The First Amendment offers broad protections for what individuals and companies in the United States can do, and leaves plenty of room for debate about what they should do. That tension opens new paradigms for how content is regulated and moderated online. Scott Wilkens, senior counsel at the Knight First Amendment Institute at Columbia University, answered our questions about how the First Amendment is evolving in an increasingly digital world.
What is the biggest public misconception about how the First Amendment applies to digital spaces?
Outside legal circles, few people understand that the First Amendment protects social media companies’ decisions about what user content to publish. The companies generally have the right to moderate user content as they see fit, even when doing so limits the ability of the platforms’ users to express themselves online.
In your opinion, what principles should guide social media companies as they try to balance the right to free expression with the desire to control user-submitted content?
The social media companies are of course free to decide for themselves how to moderate their platforms, but we hope they do so in a way that serves the public interest. They should restrict the kind of harassment, intimidation, and hate that can silence some users, especially those from marginalized communities. They should make sure that the public can access and engage with the speech of their public officials. And they should stop amplifying the kind of disinformation that, while boosting engagement, undermines society’s search for truth and common ground.
States including Florida and Texas have passed laws that would penalize social media companies for content moderation decisions that legislators and governors perceived as hostile to conservatives. Enforcement has been blocked pending appeal, but litigation surrounding the laws raises important questions. Where is the line between legitimate regulations furthering government interests and rules unfairly impinging on First Amendment protections?
Florida and Texas say they have broad power to regulate content moderation decisions because they are not protected by the First Amendment. The platforms argue that the government may never regulate content moderation because it is absolutely protected by the First Amendment. The line lies in between these all-or-nothing positions. While the government generally cannot tell the platforms what content they must or must not publish, it has the power to impose narrowly drawn transparency, privacy, and due process regulations that serve First Amendment values.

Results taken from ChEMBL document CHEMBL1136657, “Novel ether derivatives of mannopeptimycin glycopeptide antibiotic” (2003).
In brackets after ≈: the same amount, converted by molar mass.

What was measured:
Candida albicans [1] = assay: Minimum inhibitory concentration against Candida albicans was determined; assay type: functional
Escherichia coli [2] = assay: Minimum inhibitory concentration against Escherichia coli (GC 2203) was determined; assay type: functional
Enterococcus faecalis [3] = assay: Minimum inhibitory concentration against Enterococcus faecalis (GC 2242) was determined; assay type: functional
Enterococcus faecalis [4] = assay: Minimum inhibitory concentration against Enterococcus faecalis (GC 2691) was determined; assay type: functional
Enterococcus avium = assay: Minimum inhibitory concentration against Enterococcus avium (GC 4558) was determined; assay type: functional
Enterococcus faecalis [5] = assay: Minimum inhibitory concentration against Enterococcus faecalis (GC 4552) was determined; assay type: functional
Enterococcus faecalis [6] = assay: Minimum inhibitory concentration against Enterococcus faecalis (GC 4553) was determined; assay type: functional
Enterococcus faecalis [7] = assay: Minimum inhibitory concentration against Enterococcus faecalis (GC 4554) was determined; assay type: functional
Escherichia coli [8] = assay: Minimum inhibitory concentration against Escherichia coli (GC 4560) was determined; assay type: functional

Social media companies—like the internet itself—are global entities. Are there limitations to using the US Constitution’s First Amendment as the primary framework for talking about regulating free expression in the digital world?
It’s true that US companies’ content-moderation policies have been deeply influenced by American free speech norms, and that those norms have been deeply influenced by First Amendment doctrine. But the major social media companies are global, and the rules that make sense in the US don’t necessarily make sense everywhere else. After all, even other democracies conceive of “free speech” very differently than we do here in the US.
Section 230 of the Communications Decency Act has been getting a lot of attention in Congress and the courts. What do journalists and media executives need to know about it?
Although the Supreme Court has not yet interpreted Section 230, the lower federal courts have held that it broadly shields companies from lawsuits for the user content they publish online. This means, for example, that companies cannot be held liable for publishing user content online that defames someone. In general, such lawsuits will be dismissed at a very early stage. But this legal shield is not available when a company helps to create the content at issue. If you wrote it or worked with your users to write it, and you put it up, your business can expect to take responsibility for any fallout that ensues.
There is a case pending before the Supreme Court dealing with Section 230—Gonzalez v. Google LLC—that asks the court to rule on whether a platform that makes targeted recommendations can be held liable for that content, even if it was first published by someone else. What are the key issues to watch for in that case?
This is the first time the Supreme Court will interpret Section 230 since it was enacted over 25 years ago. The specific issue is whether Section 230 shields internet platforms from lawsuits for using recommendation algorithms to provide users with content that is most likely to be of interest to them. This is an enormously important question because recommendation algorithms are fundamental to the services that search engines and social media platforms provide to users. If the Supreme Court holds that algorithmic recommendations are not protected by Section 230, then search engines and social media platforms will be forced to radically change how they operate in order to avoid the risk of liability—changes that would have profoundly negative consequences for free speech online.
What emerging technologies pose the greatest challenge for protecting free expression in the digital future?
Spyware is becoming more and more powerful and is already being used by governments to closely monitor civil society groups and journalists. This surveillance technology will pose ever greater threats to the digital public sphere. We recently sued NSO Group, the maker of Pegasus spyware, on behalf of journalists at one of Latin America’s most important news organizations. Their case shows that spyware can have devastating consequences for investigative journalism.